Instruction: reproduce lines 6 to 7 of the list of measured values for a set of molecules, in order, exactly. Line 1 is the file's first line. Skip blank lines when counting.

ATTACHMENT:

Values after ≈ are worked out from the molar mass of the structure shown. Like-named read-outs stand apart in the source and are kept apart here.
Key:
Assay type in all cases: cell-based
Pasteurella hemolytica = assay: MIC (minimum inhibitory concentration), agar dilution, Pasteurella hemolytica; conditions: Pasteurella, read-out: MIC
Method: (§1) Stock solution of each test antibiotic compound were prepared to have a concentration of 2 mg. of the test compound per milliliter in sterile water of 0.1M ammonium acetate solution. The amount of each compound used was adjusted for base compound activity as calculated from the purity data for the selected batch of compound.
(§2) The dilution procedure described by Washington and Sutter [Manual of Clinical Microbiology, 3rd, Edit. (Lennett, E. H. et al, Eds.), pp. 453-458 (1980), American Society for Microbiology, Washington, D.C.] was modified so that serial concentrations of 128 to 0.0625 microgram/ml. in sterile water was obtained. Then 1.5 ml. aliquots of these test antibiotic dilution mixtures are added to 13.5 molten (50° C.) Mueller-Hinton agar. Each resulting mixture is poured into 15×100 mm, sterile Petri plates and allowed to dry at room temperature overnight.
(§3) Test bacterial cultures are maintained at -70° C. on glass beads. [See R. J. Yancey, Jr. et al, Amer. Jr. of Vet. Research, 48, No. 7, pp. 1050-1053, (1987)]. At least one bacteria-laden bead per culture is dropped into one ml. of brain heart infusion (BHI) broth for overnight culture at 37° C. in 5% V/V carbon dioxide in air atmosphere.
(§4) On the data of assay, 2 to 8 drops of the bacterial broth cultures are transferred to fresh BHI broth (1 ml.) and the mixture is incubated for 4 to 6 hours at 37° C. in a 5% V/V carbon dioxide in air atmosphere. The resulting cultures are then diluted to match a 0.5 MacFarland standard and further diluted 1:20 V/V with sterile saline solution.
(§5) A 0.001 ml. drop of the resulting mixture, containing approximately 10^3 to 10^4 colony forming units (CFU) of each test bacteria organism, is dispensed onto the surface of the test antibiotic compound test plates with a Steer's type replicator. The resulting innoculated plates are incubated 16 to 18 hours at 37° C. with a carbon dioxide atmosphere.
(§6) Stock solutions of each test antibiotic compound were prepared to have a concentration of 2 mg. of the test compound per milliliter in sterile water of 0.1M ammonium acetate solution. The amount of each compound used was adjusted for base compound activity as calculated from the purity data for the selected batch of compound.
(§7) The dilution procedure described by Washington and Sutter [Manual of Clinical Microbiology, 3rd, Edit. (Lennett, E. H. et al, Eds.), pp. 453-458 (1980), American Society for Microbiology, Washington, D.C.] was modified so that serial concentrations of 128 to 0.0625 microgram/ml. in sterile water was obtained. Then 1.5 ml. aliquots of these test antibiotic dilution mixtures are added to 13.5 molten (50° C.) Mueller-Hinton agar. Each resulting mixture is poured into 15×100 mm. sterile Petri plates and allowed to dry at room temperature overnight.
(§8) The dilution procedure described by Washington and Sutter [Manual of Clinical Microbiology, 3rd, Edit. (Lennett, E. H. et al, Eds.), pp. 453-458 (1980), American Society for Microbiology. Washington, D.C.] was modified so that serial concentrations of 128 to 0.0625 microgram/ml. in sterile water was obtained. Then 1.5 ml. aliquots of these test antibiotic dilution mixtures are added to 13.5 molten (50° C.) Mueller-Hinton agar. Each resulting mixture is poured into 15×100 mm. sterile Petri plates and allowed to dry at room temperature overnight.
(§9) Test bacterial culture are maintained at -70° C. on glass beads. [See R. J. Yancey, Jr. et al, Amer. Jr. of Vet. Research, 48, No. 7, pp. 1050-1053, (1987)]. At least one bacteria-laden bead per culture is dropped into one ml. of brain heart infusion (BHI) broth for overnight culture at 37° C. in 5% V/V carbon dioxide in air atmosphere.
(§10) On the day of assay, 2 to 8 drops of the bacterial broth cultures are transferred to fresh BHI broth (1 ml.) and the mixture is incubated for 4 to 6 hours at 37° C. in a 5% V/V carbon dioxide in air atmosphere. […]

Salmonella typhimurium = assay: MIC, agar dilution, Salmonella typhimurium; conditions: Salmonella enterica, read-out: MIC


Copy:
(§2) The dilution procedure described by Washington and Sutter [Manual of Clinical Microbiology, 3rd, Edit. (Lennett, E. H. et al, Eds.), pp. 453-458 (1980), American Society for Microbiology, Washington, D.C.] was modified so that serial concentrations of 128 to 0.0625 microgram/ml. in sterile water was obtained. Then 1.5 ml. aliquots of these test antibiotic dilution mixtures are added to 13.5 molten (50° C.) Mueller-Hinton agar. Each resulting mixture is poured into 15×100 mm, sterile Petri plates and allowed to dry at room temperature overnight.
(§3) Test bacterial cultures are maintained at -70° C. on glass beads. [See R. J. Yancey, Jr. et al, Amer. Jr. of Vet. Research, 48, No. 7, pp. 1050-1053, (1987)]. At least one bacteria-laden bead per culture is dropped into one ml. of brain heart infusion (BHI) broth for overnight culture at 37° C. in 5% V/V carbon dioxide in air atmosphere.